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Myocardial fibrosis measures may help decisions about electronic device implantation

Journal of the American College of Cardiology
Reuters Health - 25/02/2022 - Assessing myocardial fibrosis by cardiac magnetic resonance (CMR) may be useful in determining which patients can safely receive a cardiac implanted electronic device (CIED), with or without a defibrillator, an observational study suggests.

Dr. Francisco Leyva of Aston University in Birmingham, UK and colleagues assessed whether myocardial fibrosis on visual assessment (MFVA) and gray zone fibrosis (GZF) mass predict sudden cardiac death (SCD) and ventricular fibrillation/sustained ventricular tachycardia after CIED implantation.

Their study, published in the Journal of the American College of Cardiology, included 700 patients (mean age, 68; 73%, men; 91%, white), including 27 (3.85%) who experienced SCD and 121 (17.3%) who met the arrhythmic endpoint over a median of 6.93 years.

MFVA predicted SCD (HR, 26.3; negative predictive value, 100%), as well as the arrhythmic endpoint (subdistribution HR, 19.9; NPV, 98.6%).

Compared with no MFVA, a GZF mass measured with the 5SD method (GZF5SD) >17 g was associated with the highest risk of SCD (HR., 44.6) and the arrhythmic endpoint (subdistribution HR, 30.3).

Further, adding GZF5SD mass to MFVA led to the reclassification of 39% of patients for SCD and 50.2% for the arrhythmic endpoint.

In contrast, LVEF did not predict either endpoint.

The authors conclude, "In CIED recipients, MFVA excluded patients at risk of SCD and virtually excluded ventricular arrhythmias. Quantified GZF5SD mass added predictive value in relation to SCD and the arrhythmic endpoint."

Drs. Christopher Kramer and Kenneth Bilchick of the University of Virginia Health System in Charlottesville, coauthors of a related editorial, told Reuters Health by email, "Cardiac resynchronization therapy (CRT)... can have a remarkable impact on both quality of life and survival; however, there remains uncertainty regarding who should get a CRT pacemaker or CRT pacemaker-defibrillator."

"By showing that scar seen on CMR predicts dangerous arrhythmias, the present study highlights the potential role of CMR to inform which patients should receive the combination pacemaker-defibrillator device."

"Randomized clinical trials are needed to provide cardiologists with more specific guidance on how to use most effectively the important information from CMR about the structure, function, and location of scar in the hearts of patients with heart failure," they said. "This will help guide decision-making between placing a pacemaker alone or a combination of pacemaker and defibrillator."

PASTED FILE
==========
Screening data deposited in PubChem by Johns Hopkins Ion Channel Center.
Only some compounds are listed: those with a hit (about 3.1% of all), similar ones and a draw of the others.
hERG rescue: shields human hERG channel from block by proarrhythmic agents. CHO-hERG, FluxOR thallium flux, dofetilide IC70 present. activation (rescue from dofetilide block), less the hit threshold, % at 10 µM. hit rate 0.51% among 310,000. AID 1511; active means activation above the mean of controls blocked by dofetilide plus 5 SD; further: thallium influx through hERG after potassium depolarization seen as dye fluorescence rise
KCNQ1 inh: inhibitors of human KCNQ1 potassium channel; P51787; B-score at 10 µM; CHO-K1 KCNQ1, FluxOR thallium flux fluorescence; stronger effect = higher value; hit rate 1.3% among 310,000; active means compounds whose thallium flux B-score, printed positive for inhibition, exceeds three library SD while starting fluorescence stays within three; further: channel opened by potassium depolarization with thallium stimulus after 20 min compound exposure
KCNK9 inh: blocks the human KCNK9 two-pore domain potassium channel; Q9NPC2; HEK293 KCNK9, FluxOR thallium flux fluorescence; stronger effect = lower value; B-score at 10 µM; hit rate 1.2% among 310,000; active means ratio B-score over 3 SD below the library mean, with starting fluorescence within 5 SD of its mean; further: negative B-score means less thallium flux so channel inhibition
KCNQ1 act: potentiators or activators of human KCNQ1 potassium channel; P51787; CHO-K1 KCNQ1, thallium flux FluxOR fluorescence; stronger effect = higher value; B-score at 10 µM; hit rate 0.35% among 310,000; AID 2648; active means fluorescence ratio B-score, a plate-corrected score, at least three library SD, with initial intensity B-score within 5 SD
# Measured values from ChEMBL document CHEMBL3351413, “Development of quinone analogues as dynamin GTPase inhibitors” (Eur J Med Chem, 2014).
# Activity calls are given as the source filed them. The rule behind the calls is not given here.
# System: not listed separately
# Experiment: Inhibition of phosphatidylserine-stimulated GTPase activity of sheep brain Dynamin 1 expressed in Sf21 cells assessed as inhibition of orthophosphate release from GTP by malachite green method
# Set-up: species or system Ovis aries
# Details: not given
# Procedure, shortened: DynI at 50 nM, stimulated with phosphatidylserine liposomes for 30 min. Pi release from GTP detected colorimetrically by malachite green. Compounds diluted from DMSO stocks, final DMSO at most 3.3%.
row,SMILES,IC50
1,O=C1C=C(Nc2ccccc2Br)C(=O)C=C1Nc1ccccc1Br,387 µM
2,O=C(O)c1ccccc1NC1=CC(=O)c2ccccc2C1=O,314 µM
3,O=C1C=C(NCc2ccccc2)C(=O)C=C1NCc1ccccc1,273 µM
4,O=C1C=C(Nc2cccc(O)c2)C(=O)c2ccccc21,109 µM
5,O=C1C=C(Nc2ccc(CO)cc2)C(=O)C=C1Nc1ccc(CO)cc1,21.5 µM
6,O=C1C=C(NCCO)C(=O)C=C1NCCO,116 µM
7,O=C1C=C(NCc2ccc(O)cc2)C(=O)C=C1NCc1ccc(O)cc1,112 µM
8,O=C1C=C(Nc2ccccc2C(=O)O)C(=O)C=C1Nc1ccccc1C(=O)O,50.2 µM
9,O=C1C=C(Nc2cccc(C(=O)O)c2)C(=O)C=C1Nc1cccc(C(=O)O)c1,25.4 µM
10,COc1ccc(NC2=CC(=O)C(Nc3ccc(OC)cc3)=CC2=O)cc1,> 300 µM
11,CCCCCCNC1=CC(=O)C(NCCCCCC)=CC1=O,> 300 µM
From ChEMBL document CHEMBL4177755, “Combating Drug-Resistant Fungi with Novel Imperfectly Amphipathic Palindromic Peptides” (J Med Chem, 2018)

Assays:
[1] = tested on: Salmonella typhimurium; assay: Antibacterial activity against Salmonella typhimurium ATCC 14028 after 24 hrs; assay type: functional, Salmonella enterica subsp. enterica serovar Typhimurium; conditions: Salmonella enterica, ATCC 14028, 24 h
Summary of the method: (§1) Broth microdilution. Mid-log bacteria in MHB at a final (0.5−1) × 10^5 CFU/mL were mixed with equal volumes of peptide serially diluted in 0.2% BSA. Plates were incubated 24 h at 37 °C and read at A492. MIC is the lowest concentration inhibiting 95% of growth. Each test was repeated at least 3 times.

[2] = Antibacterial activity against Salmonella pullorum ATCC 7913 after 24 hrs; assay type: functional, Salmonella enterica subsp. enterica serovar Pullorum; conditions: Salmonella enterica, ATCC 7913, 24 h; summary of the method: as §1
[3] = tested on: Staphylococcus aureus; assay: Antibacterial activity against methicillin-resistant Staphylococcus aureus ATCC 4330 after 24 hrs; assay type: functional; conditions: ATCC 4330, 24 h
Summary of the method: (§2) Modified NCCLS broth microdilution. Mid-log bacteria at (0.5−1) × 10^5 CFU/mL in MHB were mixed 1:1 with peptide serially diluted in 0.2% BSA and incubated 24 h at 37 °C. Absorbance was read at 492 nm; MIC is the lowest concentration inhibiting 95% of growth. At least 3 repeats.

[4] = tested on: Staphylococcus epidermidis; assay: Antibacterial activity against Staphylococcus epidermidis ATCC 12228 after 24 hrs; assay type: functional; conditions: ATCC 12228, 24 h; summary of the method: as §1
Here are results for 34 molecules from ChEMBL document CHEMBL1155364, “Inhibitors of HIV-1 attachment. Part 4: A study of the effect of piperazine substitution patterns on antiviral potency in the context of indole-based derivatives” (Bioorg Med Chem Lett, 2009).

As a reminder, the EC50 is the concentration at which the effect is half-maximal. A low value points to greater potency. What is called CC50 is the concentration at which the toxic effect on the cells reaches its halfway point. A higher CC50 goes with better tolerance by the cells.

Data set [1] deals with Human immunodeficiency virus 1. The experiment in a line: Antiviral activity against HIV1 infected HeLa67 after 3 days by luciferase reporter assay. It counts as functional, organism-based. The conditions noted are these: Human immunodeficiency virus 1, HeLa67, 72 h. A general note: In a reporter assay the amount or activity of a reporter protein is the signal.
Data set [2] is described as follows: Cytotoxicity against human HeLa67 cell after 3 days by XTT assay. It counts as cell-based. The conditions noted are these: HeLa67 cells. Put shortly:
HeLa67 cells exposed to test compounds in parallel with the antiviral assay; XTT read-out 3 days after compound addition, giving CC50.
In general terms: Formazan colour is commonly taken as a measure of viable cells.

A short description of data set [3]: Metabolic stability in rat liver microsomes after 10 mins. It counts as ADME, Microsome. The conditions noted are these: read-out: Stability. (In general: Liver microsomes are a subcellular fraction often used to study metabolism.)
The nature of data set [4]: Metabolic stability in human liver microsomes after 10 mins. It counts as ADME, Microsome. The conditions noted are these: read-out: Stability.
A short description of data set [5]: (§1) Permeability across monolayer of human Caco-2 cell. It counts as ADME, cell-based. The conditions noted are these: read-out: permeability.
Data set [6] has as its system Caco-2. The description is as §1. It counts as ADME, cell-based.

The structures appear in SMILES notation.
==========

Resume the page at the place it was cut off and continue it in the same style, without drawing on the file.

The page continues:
Dr. Johanna Contreras, a cardiologist at The Mount Sinai Hospital in New York City, also commented by email. "CMR is a great method to evaluate LVEF, but also to evaluate myocardial tissue, scar tissue, infarct and edema, and we do know that patients with a diagnosis of cardiomyopathy that have late gadolinium enhancement (LGE) on CMR have increased mortality. They are more likely to have arrhythmias and SCD from fatal ventricular arrhythmias."

"However," she said, "it depends on the kind, location and size of the scar and the time in the disease that the CMR was performed. CMR certainly can orient the clinician in cases where there are conflicting data and borderline indications to determine if patients will benefit from ICD, CRT-D, CRT-P, like in certain non-ischemic cardiomyopathy cases."

"But, we still need to have more data from well designed randomized clinical trials with hard end-points," she said. "Plus, CMR is a new imaging technique that requires specialized training and expert interpretation and currently is not available in many centers, which will limit its applicability to the general population."

"I am optimistic that there will be new data coming and that we (will be able to) make better determinations about patient selection," she said.

Dr. Leyva did not respond to requests for a comment.

Financial support in the form of unrestricted educational grants from Medtronic, Boston Scientific, Abbott, and Microport covered salaries of six coauthors.

SOURCE: https://bit.ly/3t6Y5NS and https://bit.ly/3vi9xsq Journal of the American College of Cardiology, online February 14, 2022.

By Marilynn Larkin

© 2023 The Author(s). Published by Medicom Medical Publishers.
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